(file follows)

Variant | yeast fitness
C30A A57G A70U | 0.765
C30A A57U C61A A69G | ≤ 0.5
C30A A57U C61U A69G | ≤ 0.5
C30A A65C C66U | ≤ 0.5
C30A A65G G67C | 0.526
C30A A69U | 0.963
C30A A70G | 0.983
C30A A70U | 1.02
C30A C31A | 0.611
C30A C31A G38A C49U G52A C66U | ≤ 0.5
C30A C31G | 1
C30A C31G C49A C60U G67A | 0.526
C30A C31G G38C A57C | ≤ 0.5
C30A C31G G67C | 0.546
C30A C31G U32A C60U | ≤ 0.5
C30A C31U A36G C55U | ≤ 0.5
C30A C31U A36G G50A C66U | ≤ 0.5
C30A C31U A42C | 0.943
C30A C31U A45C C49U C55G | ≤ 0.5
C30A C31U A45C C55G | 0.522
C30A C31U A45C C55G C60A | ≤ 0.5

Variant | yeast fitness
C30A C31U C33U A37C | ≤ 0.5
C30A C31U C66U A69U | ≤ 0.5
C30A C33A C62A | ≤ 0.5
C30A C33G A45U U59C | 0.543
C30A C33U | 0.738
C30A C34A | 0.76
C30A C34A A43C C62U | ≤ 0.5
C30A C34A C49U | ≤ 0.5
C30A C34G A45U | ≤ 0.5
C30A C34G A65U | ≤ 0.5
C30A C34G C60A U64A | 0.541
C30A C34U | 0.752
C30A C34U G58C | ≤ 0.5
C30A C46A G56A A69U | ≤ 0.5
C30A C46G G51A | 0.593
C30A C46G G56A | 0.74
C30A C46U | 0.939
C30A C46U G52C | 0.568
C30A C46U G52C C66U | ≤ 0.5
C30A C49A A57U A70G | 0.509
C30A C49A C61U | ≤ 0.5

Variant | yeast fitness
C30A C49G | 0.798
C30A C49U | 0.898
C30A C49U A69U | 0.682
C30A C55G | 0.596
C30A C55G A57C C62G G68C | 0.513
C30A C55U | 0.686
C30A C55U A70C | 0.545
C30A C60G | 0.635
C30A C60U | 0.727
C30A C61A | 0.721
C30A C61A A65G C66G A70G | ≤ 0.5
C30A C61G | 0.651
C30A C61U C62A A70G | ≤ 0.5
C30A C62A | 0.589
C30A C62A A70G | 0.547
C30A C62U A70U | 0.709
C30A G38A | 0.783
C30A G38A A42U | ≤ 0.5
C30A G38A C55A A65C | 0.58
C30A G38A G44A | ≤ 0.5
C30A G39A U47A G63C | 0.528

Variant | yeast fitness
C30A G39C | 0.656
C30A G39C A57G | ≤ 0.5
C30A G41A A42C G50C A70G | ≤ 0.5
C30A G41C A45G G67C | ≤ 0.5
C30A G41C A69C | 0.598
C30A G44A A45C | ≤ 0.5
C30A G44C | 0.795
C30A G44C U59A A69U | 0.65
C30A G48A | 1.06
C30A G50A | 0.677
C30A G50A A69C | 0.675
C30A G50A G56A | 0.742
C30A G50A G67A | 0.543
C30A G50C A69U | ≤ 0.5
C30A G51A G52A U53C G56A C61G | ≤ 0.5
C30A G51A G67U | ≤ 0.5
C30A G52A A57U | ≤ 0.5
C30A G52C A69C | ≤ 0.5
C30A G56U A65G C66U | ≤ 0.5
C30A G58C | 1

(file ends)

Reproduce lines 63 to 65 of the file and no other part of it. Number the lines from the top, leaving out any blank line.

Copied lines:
C30A G38A A42U | ≤ 0.5
C30A G38A C55A A65C | 0.58
C30A G38A G44A | ≤ 0.5